At which words the flood-gates flew open, the streame ran gallantly into the cisterne, drummes and trumpets sounding in triumphal manner.
Walter Thornbury, Old and New London: Volume 2, 1878
Years before the Plague of 1665, Parliament, and even King James I, realised that improving hygiene for Londoners would be impossible without a proper supply of water. Simply using Thames river water wasn't going to provide a solution. Instead, an impressive feat of engineering saw water brought from 20 miles away right into Londoners' homes, via a canal known as the New River.
London's population exploded in Tudor times: from about 120,000 in 1550 to 250,000 in 1600. In a seriously over-crowded city with no sewage system, hygiene was a major problem.
Londoners only had access to water from wells or from the (filthy) Thames, via a large waterwheel at London Bridge. Although Acts of Parliament had been passed in 1605 and 1606 to improve the situation, it was a challenge issued by King James that finally brought a response. The man who met that challenge was Hugh Myddleton, goldsmith, banker and friend of Sir Walter Raleigh.
Myddleton offered to build the water supply himself, which was quite an undertaking. Work started in 1609 and took four and a half years, during which he oversaw the construction of a canal that was around 40 miles long, 3 metres (10 feet) wide and 1 metre (3 feet) deep. The source of this canal, which became known as the New River, was a series of springs near Ware in Hertfordshire. From here, it flowed over a rambling route that had to follow the contours of the terrain to a reservoir in Islington, North London, known as New River Head.
Water was then taken from the reservoir into the city in pipes made from hollowed elm logs and then into individual houses through lead pipes. By 1670, up to two-thirds of houses in many parts of London had running water thanks to the New River.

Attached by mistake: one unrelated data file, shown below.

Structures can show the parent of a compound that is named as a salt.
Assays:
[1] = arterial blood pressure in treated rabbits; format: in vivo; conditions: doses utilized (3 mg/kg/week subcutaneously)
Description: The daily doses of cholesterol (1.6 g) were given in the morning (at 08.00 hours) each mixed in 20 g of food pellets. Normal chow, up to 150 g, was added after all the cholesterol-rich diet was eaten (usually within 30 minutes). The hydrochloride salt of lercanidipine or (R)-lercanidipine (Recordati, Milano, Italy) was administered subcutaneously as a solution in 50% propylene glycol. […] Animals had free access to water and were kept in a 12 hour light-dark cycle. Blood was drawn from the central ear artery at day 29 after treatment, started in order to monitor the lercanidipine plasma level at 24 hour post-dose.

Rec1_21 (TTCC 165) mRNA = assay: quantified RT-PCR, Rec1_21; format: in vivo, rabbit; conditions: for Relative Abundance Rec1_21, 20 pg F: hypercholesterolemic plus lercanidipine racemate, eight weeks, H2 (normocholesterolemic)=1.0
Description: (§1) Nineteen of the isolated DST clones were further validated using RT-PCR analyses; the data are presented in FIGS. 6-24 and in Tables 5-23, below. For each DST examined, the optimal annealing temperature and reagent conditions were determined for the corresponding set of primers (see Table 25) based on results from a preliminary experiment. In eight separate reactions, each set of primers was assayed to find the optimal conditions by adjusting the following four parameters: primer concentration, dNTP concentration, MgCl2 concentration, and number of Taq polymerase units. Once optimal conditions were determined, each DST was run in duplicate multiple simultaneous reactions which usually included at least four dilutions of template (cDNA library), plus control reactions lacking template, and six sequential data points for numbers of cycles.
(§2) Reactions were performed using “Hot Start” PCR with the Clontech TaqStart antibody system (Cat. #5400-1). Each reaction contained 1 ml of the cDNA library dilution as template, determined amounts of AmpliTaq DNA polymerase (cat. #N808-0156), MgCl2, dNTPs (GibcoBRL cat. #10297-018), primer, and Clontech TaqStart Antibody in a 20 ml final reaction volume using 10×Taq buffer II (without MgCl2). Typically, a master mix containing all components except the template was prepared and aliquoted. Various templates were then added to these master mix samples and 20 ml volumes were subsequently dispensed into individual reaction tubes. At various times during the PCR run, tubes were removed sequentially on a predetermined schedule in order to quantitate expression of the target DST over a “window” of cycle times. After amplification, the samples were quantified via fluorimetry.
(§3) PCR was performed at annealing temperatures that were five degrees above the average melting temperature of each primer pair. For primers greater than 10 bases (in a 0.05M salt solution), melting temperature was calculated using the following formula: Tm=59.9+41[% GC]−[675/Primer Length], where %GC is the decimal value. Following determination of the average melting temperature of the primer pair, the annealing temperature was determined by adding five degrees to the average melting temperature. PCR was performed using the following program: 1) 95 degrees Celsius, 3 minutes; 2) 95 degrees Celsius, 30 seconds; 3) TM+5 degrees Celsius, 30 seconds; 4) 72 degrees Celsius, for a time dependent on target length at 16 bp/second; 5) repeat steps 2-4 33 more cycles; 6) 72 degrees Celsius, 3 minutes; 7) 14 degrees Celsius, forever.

Solving the problem didn't just involve technical challenges: Myddleton also had to deal with objections from owners of land that he needed to cross. He soon ran out of money to pay them off. Luckily, the king stepped in and financed half of the costs in return for half of the profit.
The New River was opened with a ceremony hosted by Myddleton's brother, who happened to be Lord Mayor of London at the time. And in 1622, Myddleton was rewarded for his efforts by the king, who made him a baronet. Because it was an open water course, the New River didn't entirely solve the hygiene problem. But it did improve things. Now, having been shortened and straightened, it still provides water for some Londoners. It is mostly covered over and now stops at Stoke Newington. But you can still see some uncovered parts, visit the site of New River Head at the end of Myddleton Passage and tip your hat to Sir Hugh Myddleton at his impressive statue at the south end of Islington Green. The 28-mile New River Path offers an alternative way of appreciating Myddleton's contribution to London.
Did you know?
The New River offered the opportunity for Londoners to enjoy spas. It fed the delightfully named Clerkenwell Cold Bath, City Road Peerless Pool and Merlin's Cave Spa among others.